Venkat Ramasamy, Chief Operating Officer, FileCloud in this article explains about the restrictive policies around data control are not only a way to control intellectual property, but a way for countries to bring tech giants under their legislative control. Given the clear incentives, we can expect that the trend will not only continue but pick up speed.
The wave, in motion, is unstoppable and businesses will have to shift their priorities to account for the new climate surrounding data. Data control is the way of the future, and any company that deals with customer data will have to innovate accordingly.
At the beginning of 2020, another significant data privacy law goes into effect in California. The California Consumer Privacy Act (CCPA) carries with it some of the strictest penalties to date for companies that lose control of customers’ personal information. Companies have already seen millions of dollars in fines from Europe’s General Data Protection Regulation, and will be watching closely to see who becomes the first victim of California’s latest act.
Enterprises are on notice: the freewheeling, lawless environment where customers didn’t think twice about what was happening to their data has come to an end. For end-users, these new privacy laws have put a spotlight on the shocking ways in which data has been used (and sometimes abused), and subsequently ushered in a new era of awareness and concern.
Other countries have raced to follow the EU’s suit, enacting restrictive data protection of their own. Brazil has already implemented a new General Data Protection LawOpens a new window . China just released the final version of its new data privacy standardsOpens a new window . India and Canada are exploring their own regulations.
While the moral imperative is often emphasized as the impetus for these initiatives, there is another undisclosed motivation at hand: restrictive policies are not only a way to control intellectual property, but a way for other countries to bring U.S.-based tech giants under their legislative control.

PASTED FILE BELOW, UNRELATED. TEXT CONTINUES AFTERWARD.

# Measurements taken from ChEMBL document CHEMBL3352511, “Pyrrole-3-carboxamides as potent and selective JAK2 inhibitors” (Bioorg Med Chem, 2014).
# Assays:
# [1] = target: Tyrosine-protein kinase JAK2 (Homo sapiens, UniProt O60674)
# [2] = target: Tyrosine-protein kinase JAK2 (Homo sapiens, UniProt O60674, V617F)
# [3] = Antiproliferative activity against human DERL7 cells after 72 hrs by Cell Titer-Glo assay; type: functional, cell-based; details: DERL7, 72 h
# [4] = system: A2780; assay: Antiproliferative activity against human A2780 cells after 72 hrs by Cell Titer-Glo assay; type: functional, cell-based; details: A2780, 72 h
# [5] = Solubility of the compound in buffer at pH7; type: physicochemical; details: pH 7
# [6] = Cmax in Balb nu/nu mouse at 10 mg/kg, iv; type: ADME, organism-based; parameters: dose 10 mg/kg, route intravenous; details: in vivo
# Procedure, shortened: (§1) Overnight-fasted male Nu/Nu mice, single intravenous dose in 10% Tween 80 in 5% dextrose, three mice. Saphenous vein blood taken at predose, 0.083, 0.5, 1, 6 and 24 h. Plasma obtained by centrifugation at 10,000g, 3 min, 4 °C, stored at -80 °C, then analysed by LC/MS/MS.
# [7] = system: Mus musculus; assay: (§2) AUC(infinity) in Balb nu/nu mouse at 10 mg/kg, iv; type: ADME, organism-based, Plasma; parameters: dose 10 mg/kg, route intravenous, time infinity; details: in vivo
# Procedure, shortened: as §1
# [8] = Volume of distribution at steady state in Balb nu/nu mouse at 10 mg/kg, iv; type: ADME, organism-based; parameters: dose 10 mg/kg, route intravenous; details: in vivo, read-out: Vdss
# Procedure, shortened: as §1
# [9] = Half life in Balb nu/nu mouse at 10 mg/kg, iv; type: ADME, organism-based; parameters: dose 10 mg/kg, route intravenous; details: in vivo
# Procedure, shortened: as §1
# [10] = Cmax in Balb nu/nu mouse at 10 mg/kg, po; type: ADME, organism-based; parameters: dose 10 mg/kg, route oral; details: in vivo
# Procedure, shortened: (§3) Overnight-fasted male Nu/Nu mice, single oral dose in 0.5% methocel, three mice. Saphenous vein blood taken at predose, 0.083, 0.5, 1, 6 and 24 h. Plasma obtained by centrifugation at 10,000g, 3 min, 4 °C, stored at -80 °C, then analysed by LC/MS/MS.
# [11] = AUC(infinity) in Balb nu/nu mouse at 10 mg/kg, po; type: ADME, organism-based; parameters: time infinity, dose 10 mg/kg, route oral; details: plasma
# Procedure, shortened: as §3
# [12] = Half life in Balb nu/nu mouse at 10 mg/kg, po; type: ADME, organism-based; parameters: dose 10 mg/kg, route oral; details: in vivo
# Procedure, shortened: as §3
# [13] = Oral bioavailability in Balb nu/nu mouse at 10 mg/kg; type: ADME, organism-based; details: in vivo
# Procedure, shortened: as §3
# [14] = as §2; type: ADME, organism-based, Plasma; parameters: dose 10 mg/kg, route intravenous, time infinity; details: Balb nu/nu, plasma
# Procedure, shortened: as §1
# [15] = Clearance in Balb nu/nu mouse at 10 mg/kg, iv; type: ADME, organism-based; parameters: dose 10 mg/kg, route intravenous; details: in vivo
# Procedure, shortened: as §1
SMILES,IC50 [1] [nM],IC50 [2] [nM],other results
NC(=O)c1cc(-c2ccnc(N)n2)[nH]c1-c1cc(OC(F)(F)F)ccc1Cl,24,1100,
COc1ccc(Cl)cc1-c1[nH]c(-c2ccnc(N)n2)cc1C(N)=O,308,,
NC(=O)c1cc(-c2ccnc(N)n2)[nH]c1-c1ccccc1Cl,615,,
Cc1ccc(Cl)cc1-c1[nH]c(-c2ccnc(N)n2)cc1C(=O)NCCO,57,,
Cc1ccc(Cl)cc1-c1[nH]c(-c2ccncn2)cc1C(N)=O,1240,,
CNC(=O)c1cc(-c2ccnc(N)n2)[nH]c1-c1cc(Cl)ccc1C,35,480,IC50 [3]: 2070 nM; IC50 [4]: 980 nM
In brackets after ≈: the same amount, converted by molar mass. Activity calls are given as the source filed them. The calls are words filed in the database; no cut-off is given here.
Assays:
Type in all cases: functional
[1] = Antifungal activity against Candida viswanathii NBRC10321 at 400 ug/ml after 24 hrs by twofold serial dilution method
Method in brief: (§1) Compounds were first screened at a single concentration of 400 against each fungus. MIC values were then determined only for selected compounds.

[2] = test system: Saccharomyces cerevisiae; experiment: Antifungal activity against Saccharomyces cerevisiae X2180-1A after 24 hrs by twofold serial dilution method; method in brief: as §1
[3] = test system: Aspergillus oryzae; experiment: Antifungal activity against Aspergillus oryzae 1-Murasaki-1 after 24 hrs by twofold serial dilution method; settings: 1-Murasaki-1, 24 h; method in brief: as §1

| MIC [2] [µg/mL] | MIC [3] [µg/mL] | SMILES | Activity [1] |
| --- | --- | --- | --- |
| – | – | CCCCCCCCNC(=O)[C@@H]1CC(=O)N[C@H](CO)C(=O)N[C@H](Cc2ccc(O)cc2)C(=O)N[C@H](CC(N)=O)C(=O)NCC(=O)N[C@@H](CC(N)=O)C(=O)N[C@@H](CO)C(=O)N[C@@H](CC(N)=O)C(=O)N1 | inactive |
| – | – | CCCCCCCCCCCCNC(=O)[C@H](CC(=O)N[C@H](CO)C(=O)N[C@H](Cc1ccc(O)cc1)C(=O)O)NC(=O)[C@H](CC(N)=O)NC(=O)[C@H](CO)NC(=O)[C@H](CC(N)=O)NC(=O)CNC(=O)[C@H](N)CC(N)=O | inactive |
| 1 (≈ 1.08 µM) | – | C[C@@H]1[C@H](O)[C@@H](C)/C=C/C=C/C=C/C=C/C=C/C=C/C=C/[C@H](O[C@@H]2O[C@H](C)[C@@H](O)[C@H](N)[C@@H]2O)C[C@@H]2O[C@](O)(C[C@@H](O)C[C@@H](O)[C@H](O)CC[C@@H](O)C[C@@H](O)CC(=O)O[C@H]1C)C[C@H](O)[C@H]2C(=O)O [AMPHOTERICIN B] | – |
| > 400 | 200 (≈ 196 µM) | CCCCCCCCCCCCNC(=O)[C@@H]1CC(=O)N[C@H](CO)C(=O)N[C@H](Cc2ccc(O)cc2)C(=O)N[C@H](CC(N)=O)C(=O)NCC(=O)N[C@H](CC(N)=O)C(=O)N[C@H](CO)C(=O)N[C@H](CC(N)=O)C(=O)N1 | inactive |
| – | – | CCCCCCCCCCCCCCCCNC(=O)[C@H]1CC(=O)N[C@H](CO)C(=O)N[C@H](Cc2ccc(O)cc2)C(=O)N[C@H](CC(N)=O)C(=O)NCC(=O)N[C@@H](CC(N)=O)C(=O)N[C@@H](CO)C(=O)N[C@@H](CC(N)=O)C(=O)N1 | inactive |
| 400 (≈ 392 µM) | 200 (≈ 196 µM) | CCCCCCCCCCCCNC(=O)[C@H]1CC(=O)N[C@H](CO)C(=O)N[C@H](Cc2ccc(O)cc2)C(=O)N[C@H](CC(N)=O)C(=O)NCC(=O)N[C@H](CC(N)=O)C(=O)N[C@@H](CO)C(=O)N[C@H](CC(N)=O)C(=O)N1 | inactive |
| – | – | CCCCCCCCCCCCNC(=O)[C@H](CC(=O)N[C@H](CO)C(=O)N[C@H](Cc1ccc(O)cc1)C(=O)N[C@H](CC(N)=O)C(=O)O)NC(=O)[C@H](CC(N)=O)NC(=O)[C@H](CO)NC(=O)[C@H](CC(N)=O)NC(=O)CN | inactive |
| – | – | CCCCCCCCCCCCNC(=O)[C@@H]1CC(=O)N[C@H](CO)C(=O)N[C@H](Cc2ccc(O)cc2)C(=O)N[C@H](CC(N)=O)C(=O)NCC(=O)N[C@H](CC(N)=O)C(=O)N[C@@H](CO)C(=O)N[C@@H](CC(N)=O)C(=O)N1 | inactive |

Given the clear incentives, we can expect that the trend will not only continue but pick up speed. The wave, in motion, is unstoppable and businesses will have to shift their priorities to account for the new climate surrounding data. Data control is the way of the future, and any company that deals with customer data will have to innovate accordingly.
The Move to Highlight Data Control
Businesses that prioritized speed, power consumption and accessibility are now adding granular data control to their list of essentials when it comes to evaluating software solutions. As businesses weigh the age-old question of whether to build or buy enterprise software, the ability to safely capture and store data will become an important factor in calculating that equation correctly.
In today’s world, customers are becoming hyperaware of what companies are doing with their data. Even in countries where data protection regulations aren’t yet in place, user seeds of doubt can have big impacts on a company’s bottom line.
For a case study in what could go wrong, companies don’t have to look any further than former tech darlings Facebook and Google. Once seen as selfless giants working to support connection, education and the greater good, the revelation of how these corporate giants have been collecting and handling dataOpens a new window is starting to make users question their former undying loyalties. That change in reputation has had very real implications: the hashtag â€œ#DeleteFacebookâ€ trended after data concerns were raised, and data concerns drove a sharp drop in the company’s stock price.
Companies that do not want to suffer the same fate must inoculate themselves against blowback by shoring up their ability to transparently control and report on data before it’s too late.
Multiple Levels of Control
For companies that are lagging, getting up to speed on data control isn’t always a quick fix. It will require deep thinking on how to build data control into their applications and solutions on multiple levels, while keeping several important big-picture goals in mind: compliance, geo-restrictive capabilities, scalability and the ability to reduce friction.
Businesses must maintain the ability to report back to individuals on what data is captured and stored. Users want control over how their data can and cannot be accessed.
For service providers, geo-restrictive capabilities are a critical offering to ensuring the safe handling of data. A defense contractor, for example, may have a requirement that an application can’t be accessible from somewhere like China.
Beyond control, scalability and the reduction of friction are other areas that keep applications and solutions relevant. Companies must maintain seamless use processes that allow users the convenience they have become accustomed to. In the future, this means more granular data control.
A Data Control Strategy is No Longer Optional
Data control can no longer be a sidebar of business strategy. Instead, it must be part of core functionality. Between following the law and maintaining user confidence, there is no other way forward.
Technology will only continue to push abilities to new boundaries and empower us like never before â€” but only if there is trust. And data control is the transparent key that will usher us into the future.